"If I tell you that I haven't, you won't believe me," he said in an interview Fusion in February 2014. "And if I tell you that I did, then kids will look up to me and say, 'Well, I can smoke marijuana because look how he made it.'"
On immigration reform
Immigration is perhaps Rubio's most problematic issue. On April 18, 2013, he stood beside Sen. Chuck Schumer (D-N.Y.) and six others — the so-called "Gang of Eight" — to formally present a bipartisan comprehensive immigration reform bill. The controversial legislation, composed with the support of the White House, would have provided immigrants living in the country without documentation with a path to citizenship. The tea partyers who helped vault Rubio into the senate in 2010 were not pleased.
When the bill stalled in the Republican-dominated House of Representatives, never even being brought up for a vote, Rubio changed tacks. Or he flip-flopped, depending on your view of it. Either way, Rubio now rejects his own bill, instead advocating for a piecemeal approach that immigration activists have almost unanimously rejected as insufficient to solve the growing crisis.
Rubio recently joked to CNN after an ugly scene with protesters — both conservatives who opposed the original plan and activists who are angry at him for abandoning comprehensive reform — that he is one of the few politicians who is heckled "by both sides of the immigration debate."
On marriage equality
Rubio opposes gay marriage, and has sharply criticized federal court decisions that have legalized same-sex marriage in the states. Following a federal court's ruling in January that legalized gay marriage in his home state of Florida, Rubio voiced his displeasure in an interview with Politico: "While I believe that marriage should be between one man and one woman, while people want to change that law — and a lot of people apparently do – there is a way to do that. You go through the legislature, or you go on on the ballot, but I don't agree the courts have the power to do this." Speaking to CNN a week later, Rubio said that Americans should respect the Supreme Court's ruling on the issue, which is due in June.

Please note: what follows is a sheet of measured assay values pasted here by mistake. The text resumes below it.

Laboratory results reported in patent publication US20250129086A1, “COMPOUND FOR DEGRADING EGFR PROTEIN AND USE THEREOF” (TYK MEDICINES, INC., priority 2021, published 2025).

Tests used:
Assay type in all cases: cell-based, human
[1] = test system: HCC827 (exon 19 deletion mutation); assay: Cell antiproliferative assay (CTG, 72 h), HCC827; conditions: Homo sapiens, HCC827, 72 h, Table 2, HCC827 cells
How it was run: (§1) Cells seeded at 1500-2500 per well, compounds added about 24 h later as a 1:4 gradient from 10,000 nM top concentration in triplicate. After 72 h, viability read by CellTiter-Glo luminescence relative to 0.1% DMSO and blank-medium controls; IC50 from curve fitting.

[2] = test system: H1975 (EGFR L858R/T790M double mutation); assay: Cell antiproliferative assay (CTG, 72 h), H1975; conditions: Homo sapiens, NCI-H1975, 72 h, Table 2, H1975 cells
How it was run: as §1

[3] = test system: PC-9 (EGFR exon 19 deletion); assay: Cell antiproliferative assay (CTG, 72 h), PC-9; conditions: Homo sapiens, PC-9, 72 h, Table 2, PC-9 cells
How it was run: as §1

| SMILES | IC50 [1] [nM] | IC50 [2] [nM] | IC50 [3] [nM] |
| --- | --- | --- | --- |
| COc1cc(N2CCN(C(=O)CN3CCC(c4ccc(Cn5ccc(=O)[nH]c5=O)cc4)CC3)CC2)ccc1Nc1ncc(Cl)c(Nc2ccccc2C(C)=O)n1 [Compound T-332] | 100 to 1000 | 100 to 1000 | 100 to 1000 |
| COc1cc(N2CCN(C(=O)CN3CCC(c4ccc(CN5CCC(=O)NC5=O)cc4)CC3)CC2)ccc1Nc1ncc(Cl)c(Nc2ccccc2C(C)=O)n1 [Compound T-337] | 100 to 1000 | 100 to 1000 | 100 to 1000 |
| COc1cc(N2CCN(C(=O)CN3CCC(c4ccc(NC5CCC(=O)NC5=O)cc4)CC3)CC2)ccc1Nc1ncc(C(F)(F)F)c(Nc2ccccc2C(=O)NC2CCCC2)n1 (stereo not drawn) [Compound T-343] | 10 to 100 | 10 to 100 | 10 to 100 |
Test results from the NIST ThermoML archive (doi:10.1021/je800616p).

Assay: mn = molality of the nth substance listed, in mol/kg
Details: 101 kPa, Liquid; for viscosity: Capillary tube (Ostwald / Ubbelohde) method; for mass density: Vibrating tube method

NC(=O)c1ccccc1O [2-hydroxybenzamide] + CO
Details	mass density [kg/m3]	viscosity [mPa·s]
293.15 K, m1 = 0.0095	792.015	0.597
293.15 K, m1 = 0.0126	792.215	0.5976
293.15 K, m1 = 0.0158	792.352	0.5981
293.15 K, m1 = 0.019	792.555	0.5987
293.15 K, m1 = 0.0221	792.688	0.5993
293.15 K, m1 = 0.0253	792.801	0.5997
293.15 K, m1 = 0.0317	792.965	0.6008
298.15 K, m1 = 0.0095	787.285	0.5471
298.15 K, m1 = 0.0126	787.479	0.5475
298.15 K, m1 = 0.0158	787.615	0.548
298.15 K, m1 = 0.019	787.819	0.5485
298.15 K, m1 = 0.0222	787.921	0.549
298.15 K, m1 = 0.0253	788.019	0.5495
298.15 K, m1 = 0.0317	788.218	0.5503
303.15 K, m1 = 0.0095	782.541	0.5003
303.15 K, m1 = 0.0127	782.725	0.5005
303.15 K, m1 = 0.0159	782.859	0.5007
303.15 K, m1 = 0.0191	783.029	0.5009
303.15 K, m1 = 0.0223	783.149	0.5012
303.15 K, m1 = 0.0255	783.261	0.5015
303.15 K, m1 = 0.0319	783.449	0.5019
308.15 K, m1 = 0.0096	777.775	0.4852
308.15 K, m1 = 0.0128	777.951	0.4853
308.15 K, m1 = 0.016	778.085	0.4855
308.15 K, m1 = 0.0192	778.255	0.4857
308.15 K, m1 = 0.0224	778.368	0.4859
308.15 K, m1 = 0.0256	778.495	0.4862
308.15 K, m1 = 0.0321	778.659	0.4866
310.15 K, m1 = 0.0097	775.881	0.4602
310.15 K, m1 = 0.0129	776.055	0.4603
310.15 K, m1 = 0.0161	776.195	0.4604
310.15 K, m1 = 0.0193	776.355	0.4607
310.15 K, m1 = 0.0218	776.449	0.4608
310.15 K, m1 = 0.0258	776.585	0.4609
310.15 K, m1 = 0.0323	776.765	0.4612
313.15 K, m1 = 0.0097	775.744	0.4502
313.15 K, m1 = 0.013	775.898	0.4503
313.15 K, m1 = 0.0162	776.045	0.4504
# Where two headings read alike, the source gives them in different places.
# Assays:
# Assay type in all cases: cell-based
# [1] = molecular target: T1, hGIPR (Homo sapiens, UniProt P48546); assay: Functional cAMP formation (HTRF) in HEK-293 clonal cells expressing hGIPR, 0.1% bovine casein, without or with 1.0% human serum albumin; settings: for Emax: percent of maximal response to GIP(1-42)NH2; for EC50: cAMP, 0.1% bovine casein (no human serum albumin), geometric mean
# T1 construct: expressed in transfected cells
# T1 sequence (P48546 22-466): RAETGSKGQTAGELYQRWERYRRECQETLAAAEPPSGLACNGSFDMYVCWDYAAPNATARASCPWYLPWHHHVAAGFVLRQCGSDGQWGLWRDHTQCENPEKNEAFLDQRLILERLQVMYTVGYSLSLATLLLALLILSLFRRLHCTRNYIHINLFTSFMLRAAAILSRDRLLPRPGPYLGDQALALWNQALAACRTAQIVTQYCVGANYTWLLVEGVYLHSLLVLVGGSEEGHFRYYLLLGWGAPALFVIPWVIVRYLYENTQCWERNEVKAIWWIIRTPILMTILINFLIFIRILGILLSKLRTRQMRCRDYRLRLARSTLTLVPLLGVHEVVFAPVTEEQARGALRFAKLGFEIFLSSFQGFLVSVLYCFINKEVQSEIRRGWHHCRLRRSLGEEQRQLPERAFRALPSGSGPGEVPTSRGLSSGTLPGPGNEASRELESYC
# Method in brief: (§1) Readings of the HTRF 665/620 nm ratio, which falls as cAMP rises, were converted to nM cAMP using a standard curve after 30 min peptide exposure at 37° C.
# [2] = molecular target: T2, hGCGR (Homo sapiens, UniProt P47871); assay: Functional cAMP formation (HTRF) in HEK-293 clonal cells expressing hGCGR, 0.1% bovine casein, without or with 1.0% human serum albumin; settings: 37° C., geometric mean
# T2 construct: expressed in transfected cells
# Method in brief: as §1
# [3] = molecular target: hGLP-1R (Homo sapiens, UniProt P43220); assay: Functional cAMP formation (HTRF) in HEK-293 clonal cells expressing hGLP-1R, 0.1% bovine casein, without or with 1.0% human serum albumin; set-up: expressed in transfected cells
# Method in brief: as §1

Rubio's position is not far out of step with the rest of the rest of the likely GOP candidates, none of whom support gay marriage. Notably, he's spoken out against discrimination against gays, and has recognized that gay couples may "feel humiliated by the law's failure to recognize their relationship as a marriage."
On whether climate change is man-made
Rubio found himself in hot water last year, when he told ABC's Jonathan Karl, "I don't agree with the notion that some are putting out there, including scientists, that somehow, there are actions we can take today that would actually have an impact on what's happening in our climate. Our climate is always changing."
He later tried to clarify his remarks by saying that he believes climate change is real, while avoiding the question of whether it is being caused by humans. In any event, Rubio said that he is "all in favor of advances in technology and innovation that makes us cleaner and more efficient," but opposes any bona fide action, like a cap-and-trade regime, that would put a price on carbon emissions.
Rubio might not be convinced of the cause of climate change, but he would be wise to recognize its effect — Florida is one of the states that is most vulnerable to rising sea levels caused by climate change.